LONDON (SHARECAST) - US weekly jobless claims came in below expectations for the best reading since February 2008.
US initial unemployment claims fell by 30,000 to 339,000 last week according to the latest data from he US Labor Department. The figure is well below the market consensus estimate of 370,000. The previous week's reading was revised just a touch higher to 369,000 from 367,000.
The four-week moving average fell by 11,500 to 364,000 compared to the previous week's revised reading of 375,500.
The insured unemployment rate remained steady at 2.6%.
Continuous unemployment claims, which includes those claims not filed for the first time, fell by 15,000 to 3,273,000. The market was expecting a reading of 3,275,000. The previous week's reading was revised to 3,288,000 from 3,281,000.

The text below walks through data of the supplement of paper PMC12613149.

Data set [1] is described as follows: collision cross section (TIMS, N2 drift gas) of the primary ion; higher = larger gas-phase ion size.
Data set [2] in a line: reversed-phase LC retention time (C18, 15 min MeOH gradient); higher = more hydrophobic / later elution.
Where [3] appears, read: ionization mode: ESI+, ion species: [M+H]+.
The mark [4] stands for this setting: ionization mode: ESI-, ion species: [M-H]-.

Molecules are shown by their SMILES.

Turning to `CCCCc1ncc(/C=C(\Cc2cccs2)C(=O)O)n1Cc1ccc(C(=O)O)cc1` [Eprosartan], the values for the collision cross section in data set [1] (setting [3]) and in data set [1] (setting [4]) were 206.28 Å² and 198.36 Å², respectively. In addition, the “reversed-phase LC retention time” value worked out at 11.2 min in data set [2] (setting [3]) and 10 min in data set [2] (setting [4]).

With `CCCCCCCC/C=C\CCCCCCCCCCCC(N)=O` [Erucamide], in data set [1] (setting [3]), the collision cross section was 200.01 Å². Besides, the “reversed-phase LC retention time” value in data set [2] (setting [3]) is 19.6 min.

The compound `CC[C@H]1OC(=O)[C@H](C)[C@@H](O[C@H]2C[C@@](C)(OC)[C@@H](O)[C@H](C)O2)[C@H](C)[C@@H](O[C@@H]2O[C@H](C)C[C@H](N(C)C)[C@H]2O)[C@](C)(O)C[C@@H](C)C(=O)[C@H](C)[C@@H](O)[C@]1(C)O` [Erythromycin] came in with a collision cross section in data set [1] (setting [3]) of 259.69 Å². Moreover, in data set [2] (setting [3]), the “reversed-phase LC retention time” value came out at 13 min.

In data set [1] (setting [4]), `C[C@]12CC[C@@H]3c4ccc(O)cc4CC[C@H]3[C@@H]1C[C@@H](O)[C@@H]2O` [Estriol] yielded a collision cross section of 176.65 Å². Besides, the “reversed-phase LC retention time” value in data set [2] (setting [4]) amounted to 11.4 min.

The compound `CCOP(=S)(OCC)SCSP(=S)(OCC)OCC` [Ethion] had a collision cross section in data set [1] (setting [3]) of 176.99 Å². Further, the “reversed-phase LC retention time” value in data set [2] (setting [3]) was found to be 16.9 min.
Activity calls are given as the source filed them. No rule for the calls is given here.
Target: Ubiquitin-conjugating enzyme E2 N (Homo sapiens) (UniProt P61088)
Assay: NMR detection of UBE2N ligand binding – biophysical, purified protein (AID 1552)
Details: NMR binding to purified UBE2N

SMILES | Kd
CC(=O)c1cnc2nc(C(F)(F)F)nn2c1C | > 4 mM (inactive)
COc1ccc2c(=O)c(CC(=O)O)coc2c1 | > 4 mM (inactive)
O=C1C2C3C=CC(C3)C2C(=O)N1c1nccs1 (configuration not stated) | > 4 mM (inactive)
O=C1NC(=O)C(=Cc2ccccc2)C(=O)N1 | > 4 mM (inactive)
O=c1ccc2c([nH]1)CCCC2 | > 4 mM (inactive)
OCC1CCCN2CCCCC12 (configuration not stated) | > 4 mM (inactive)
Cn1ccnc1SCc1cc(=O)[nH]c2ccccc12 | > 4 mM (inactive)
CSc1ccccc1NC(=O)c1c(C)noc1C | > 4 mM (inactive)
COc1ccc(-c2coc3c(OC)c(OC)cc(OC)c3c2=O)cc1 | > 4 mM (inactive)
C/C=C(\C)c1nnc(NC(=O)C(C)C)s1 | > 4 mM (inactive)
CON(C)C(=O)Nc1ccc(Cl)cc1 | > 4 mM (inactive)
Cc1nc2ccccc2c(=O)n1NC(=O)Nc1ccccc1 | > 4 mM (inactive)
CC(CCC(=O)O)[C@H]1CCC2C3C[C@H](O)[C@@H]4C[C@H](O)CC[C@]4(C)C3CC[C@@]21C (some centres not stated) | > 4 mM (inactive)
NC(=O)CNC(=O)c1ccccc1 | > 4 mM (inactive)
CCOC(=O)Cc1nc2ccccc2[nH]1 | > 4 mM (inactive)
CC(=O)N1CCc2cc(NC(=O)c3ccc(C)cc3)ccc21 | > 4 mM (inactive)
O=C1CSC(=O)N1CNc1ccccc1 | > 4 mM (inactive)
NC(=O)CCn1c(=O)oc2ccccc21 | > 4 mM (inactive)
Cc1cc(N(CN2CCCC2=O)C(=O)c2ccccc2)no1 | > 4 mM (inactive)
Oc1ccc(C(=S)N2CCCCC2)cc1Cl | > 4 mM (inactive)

The four-week moving average fell by 7,750 to 3,279,250, down from the previous week's reading of 3,287,000.
"Overall, the jobs data for the first week of October is clearly positive. This uplifting news comes on top of the positive monthly employment report for September. The labour market is showing signs of improvement, which should help Obama in his run for re-election. Jobs is the key issue," said Digital Look analyst Francisco Miñana.
Along the same lines, Michael Gapen of Barclays Research notes improvement in the longer-term trend. "Given the potential noise associated with the start of the quarter and the application of seasonal factors, we suggest focusing on the longer-term trends. There, the modest improvement in the four-week moving average in initial claims from 376k last week to 364k this week is more consistent with the marginal uptick in the rate of payroll growth in Q3 versus Q2. The four-week moving average is now only 1k above the post-crisis low achieved during the week ending March 31," he said.